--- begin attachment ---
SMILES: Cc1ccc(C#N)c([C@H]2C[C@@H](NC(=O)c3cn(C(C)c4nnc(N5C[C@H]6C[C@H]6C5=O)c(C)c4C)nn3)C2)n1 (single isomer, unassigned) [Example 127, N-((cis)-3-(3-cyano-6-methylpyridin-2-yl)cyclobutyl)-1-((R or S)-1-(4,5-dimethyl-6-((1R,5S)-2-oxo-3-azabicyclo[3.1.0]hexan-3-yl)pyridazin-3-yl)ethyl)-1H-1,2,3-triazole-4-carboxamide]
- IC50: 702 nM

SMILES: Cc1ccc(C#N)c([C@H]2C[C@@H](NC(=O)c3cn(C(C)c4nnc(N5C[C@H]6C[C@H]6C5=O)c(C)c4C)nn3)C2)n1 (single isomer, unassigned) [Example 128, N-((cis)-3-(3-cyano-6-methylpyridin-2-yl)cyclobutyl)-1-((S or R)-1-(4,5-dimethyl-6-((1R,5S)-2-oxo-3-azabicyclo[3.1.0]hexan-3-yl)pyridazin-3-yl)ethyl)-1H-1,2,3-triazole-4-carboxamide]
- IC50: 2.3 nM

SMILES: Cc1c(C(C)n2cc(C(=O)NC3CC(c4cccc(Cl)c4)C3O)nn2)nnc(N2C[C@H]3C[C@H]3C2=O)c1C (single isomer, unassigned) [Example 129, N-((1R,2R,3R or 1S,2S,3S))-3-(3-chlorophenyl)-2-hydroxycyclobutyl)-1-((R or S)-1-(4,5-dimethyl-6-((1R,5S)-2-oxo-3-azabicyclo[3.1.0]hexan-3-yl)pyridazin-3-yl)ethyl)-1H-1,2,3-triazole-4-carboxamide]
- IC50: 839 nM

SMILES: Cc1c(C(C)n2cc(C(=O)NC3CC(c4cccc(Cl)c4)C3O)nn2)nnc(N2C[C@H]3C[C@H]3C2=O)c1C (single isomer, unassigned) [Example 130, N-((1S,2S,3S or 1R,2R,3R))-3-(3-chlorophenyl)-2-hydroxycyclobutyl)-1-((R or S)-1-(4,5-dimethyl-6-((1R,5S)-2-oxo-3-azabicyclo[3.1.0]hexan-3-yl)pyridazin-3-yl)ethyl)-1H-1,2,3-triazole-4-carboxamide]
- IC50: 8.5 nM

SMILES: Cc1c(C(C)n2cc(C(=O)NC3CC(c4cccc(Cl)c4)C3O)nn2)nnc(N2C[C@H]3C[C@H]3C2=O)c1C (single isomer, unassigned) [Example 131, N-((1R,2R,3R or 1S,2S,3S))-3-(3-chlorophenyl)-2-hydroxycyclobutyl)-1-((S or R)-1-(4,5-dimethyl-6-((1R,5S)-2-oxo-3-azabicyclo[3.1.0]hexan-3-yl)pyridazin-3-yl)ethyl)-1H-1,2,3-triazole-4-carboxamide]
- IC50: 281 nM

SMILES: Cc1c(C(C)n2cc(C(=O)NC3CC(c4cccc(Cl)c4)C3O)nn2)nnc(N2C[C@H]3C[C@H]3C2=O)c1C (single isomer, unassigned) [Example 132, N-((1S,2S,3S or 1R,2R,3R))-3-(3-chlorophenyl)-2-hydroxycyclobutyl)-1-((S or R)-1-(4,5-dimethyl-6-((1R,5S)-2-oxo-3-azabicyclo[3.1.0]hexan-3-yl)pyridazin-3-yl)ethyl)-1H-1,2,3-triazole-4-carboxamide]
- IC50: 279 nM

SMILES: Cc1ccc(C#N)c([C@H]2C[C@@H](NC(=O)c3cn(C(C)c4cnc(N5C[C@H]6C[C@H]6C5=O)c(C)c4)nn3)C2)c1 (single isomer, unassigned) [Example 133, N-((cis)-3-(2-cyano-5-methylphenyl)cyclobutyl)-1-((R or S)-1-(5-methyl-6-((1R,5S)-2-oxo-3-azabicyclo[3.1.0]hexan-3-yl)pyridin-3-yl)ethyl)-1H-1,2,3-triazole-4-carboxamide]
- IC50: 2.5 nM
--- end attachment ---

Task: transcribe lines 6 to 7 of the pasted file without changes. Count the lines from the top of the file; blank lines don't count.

- IC50: 839 nM

SMILES: Cc1c(C(C)n2cc(C(=O)NC3CC(c4cccc(Cl)c4)C3O)nn2)nnc(N2C[C@H]3C[C@H]3C2=O)c1C (single isomer, unassigned) [Example 130, N-((1S,2S,3S or 1R,2R,3R))-3-(3-chlorophenyl)-2-hydroxycyclobutyl)-1-((R or S)-1-(4,5-dimethyl-6-((1R,5S)-2-oxo-3-azabicyclo[3.1.0]hexan-3-yl)pyridazin-3-yl)ethyl)-1H-1,2,3-triazole-4-carboxamide]